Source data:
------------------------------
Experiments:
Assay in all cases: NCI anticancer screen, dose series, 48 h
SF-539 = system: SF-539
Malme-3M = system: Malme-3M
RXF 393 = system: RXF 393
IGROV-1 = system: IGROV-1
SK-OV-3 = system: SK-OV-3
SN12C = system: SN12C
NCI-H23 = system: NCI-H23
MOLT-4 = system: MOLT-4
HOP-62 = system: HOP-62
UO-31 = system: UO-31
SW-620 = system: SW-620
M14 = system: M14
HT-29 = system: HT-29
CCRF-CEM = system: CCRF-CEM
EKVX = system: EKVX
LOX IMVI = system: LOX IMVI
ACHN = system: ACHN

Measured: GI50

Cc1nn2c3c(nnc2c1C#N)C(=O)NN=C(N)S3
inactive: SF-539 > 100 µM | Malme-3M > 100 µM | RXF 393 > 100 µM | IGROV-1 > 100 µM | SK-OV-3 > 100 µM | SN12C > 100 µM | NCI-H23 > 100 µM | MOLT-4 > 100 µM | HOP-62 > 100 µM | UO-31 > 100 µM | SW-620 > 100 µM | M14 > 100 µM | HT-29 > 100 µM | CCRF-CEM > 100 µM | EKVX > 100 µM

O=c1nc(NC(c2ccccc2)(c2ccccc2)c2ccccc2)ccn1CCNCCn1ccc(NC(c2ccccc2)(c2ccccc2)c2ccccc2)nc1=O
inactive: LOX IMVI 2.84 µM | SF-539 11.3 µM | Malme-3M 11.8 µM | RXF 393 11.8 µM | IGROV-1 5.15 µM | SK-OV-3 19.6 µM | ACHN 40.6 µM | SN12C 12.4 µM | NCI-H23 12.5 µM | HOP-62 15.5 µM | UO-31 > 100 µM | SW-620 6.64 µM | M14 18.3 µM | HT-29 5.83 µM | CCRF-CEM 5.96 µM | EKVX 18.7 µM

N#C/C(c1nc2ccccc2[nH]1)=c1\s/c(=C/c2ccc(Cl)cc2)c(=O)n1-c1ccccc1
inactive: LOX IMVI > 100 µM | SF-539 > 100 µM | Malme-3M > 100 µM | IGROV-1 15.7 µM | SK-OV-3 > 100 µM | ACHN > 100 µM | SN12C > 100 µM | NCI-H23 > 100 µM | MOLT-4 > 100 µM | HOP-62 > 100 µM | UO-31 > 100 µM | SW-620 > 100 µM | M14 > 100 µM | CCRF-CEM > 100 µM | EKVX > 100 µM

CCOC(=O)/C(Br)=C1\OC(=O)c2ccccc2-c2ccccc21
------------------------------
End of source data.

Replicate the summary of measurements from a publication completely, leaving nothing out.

Experiments:
Assay in all cases: NCI anticancer screen, dose series, 48 h
SF-539 = system: SF-539
Malme-3M = system: Malme-3M
RXF 393 = system: RXF 393
IGROV-1 = system: IGROV-1
SK-OV-3 = system: SK-OV-3
SN12C = system: SN12C
NCI-H23 = system: NCI-H23
MOLT-4 = system: MOLT-4
HOP-62 = system: HOP-62
UO-31 = system: UO-31
SW-620 = system: SW-620
M14 = system: M14
HT-29 = system: HT-29
CCRF-CEM = system: CCRF-CEM
EKVX = system: EKVX
LOX IMVI = system: LOX IMVI
ACHN = system: ACHN

Measured: GI50

Cc1nn2c3c(nnc2c1C#N)C(=O)NN=C(N)S3
inactive: SF-539 > 100 µM | Malme-3M > 100 µM | RXF 393 > 100 µM | IGROV-1 > 100 µM | SK-OV-3 > 100 µM | SN12C > 100 µM | NCI-H23 > 100 µM | MOLT-4 > 100 µM | HOP-62 > 100 µM | UO-31 > 100 µM | SW-620 > 100 µM | M14 > 100 µM | HT-29 > 100 µM | CCRF-CEM > 100 µM | EKVX > 100 µM

O=c1nc(NC(c2ccccc2)(c2ccccc2)c2ccccc2)ccn1CCNCCn1ccc(NC(c2ccccc2)(c2ccccc2)c2ccccc2)nc1=O
inactive: LOX IMVI 2.84 µM | SF-539 11.3 µM | Malme-3M 11.8 µM | RXF 393 11.8 µM | IGROV-1 5.15 µM | SK-OV-3 19.6 µM | ACHN 40.6 µM | SN12C 12.4 µM | NCI-H23 12.5 µM | HOP-62 15.5 µM | UO-31 > 100 µM | SW-620 6.64 µM | M14 18.3 µM | HT-29 5.83 µM | CCRF-CEM 5.96 µM | EKVX 18.7 µM

N#C/C(c1nc2ccccc2[nH]1)=c1\s/c(=C/c2ccc(Cl)cc2)c(=O)n1-c1ccccc1
inactive: LOX IMVI > 100 µM | SF-539 > 100 µM | Malme-3M > 100 µM | IGROV-1 15.7 µM | SK-OV-3 > 100 µM | ACHN > 100 µM | SN12C > 100 µM | NCI-H23 > 100 µM | MOLT-4 > 100 µM | HOP-62 > 100 µM | UO-31 > 100 µM | SW-620 > 100 µM | M14 > 100 µM | CCRF-CEM > 100 µM | EKVX > 100 µM

CCOC(=O)/C(Br)=C1\OC(=O)c2ccccc2-c2ccccc21